The first and second lockdown have notably limited the right to free movement and other fundamental rights with multiple facilities being closed down and a strict limit on the number of people that can meet up (inside or outside the house) being introduced. Disrespecting any of the Covid measures can be fined with an administrative fine – a tool of Belgian law enforcement at the level of municipalities that has already been criticized for disregarding the separation of powers and legal certainty in the past. Widening the scope of this type of fine to include the enforcement of Covid measures caused some commotion, as this decision was taken by the minority government without involvement of the Parliament or the Council of State.
Besides the extraordinary impact on fundamental rights in general, the pandemic was especially hard on the rights of vulnerable groups. The Belgian Covid-19 measures took a high toll on, among others, the rights of elderly people in homes, children with difficult home situations, handicapped persons, migrants and victims of domestic violence. UNIA, the Belgian Centre for Equal Opportunities, issued a report in which it expressed criticism on how the Belgian government failed to anticipate and monitor the effect of the measures on these groups. The report discusses the impact of Covid-19 and Covid measures on Belgian citizens, it discusses which groups were impacted most and it makes recommendations to all responsible parliaments and governments to minimize this impact.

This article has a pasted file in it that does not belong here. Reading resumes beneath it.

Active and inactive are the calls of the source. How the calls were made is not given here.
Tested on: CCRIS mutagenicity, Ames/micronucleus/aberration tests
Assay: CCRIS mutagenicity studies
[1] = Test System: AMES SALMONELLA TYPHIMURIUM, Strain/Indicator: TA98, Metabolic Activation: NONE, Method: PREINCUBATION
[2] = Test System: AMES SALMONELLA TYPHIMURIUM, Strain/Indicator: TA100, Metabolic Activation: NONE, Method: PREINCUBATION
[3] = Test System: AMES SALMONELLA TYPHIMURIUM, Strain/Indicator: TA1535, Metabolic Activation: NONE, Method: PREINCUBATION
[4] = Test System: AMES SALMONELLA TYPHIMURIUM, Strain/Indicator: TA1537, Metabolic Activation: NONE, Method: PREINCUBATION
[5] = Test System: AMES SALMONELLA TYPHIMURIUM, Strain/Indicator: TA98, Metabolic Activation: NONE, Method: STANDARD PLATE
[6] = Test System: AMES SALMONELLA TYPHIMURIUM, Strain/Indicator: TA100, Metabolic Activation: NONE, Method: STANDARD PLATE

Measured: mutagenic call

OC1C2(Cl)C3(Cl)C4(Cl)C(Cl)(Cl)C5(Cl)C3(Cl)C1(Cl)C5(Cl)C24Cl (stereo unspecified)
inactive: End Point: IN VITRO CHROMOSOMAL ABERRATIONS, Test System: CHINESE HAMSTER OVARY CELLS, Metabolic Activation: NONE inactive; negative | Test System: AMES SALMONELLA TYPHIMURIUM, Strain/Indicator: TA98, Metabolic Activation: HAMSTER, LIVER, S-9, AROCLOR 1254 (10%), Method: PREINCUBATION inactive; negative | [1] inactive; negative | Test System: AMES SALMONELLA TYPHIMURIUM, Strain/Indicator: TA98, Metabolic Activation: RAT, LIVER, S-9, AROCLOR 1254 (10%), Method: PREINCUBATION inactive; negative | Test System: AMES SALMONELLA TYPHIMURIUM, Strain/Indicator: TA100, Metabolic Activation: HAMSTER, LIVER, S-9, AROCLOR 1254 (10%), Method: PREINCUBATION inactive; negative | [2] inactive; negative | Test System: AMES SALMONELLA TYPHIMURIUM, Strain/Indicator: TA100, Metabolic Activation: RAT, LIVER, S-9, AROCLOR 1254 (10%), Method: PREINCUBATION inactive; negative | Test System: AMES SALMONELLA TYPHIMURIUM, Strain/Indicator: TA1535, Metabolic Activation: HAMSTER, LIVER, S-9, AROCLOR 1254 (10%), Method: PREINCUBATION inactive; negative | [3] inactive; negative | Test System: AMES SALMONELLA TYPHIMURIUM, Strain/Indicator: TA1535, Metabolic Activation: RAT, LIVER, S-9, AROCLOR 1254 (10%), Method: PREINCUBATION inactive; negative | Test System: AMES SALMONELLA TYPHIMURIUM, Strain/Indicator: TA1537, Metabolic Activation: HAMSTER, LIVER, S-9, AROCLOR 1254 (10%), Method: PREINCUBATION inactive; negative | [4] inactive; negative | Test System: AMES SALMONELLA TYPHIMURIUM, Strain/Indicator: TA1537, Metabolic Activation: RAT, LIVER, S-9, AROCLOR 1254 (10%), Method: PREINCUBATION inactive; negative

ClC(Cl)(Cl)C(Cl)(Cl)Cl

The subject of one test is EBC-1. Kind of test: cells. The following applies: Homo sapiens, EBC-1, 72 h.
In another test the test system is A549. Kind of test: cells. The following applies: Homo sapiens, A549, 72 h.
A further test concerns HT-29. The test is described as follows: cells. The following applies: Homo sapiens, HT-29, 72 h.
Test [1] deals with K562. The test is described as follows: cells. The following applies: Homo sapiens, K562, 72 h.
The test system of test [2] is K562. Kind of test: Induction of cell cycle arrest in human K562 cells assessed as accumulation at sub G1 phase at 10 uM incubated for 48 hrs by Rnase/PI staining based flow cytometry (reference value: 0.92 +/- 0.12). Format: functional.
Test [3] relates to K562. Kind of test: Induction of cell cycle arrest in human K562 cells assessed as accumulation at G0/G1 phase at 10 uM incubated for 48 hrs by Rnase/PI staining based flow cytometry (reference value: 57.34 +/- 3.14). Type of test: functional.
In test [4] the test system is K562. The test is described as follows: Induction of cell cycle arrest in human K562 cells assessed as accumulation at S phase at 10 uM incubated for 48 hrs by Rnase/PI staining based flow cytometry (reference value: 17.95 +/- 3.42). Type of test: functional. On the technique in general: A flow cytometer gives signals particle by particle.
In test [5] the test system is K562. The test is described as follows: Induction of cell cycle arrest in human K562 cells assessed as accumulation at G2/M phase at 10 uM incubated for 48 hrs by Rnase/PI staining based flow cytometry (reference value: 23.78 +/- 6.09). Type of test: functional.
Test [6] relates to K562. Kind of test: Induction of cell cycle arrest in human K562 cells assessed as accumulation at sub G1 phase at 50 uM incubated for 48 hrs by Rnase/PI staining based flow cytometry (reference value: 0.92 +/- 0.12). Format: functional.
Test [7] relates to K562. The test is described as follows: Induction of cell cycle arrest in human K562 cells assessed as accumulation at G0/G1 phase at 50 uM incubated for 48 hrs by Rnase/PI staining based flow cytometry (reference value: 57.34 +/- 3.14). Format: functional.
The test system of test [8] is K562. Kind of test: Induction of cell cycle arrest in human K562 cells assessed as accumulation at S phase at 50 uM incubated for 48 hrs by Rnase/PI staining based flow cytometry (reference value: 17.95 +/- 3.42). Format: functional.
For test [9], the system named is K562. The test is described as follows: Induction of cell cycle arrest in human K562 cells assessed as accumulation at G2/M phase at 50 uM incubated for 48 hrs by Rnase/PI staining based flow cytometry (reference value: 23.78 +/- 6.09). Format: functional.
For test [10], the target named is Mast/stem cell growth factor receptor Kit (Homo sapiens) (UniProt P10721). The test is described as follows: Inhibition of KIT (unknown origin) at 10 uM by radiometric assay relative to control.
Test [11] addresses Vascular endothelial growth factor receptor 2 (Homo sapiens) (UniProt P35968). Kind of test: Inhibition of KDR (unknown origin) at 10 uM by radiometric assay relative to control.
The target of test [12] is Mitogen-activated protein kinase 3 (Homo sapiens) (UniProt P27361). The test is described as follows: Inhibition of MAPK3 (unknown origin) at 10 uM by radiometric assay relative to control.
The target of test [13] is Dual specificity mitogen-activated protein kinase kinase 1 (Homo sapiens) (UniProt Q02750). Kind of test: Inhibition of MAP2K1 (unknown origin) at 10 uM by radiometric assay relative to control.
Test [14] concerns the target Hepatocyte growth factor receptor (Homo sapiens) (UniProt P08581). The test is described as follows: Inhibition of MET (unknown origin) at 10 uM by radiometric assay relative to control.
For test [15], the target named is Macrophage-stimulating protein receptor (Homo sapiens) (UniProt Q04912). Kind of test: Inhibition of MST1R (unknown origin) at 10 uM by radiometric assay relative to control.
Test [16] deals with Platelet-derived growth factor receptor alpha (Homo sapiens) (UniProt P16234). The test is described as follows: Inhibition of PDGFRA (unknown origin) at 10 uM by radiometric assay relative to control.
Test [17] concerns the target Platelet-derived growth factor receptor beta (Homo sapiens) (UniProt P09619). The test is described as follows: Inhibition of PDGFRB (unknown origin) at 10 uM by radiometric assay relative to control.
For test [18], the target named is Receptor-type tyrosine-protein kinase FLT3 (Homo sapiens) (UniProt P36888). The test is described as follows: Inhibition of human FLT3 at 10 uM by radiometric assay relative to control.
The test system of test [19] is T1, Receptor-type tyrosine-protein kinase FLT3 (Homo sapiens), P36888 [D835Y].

One of the most significant issues of the Belgian Covid-19 response is the lack of a sufficient legal basis and parliamentary involvement. In January 2020, ten months after the start of the first lockdown, the government finally introduced a ‘Pandemiewet’ (Pandemic law). However, this is still a preliminary proposal and will not take effect before it is passed by Parliament. The exact content of the law is still unclear but the Minister of Home Affairs already clarified that the proposal contains a non-exhaustive list of measures that can be taken in case of public health emergencies. The law would serve as a legal basis for this and all following pandemics. Nevertheless, the law will still need to be accompanied by decrees and ordinances of the regional parliaments to also cover the measures that fall within the scope of their competences.
In terms of recommendations, the law should foresee a transparent, unequivocal framework for current and future public health emergencies, to ensure that severe restrictions to human-and civil rights, incited by the government in times of emergency, will always have an explicit legal basis. Moreover, the law should introduce procedural safeguards for any extension made to the, currently, non-exhaustive list of measures.
Besides foreseeing a proper legal basis, the Belgian government should increase transparency and motivate to the general public why certain measures are being taken, what scientific advice they are based on and how the measures can be justified in light of factual circumstances. The government should disclose all necessary evidence on which it establishes its Covid-19 response and the proportionality of the measures should repeatedly be reassessed. It would also be helpful if the government remained decisive in its future communication and promulgation of new measures. Furthermore, a clear exit strategy should be developed and disclosed for all measures to ensure that none of them transform into persistent threats to the rule of law after this pandemic.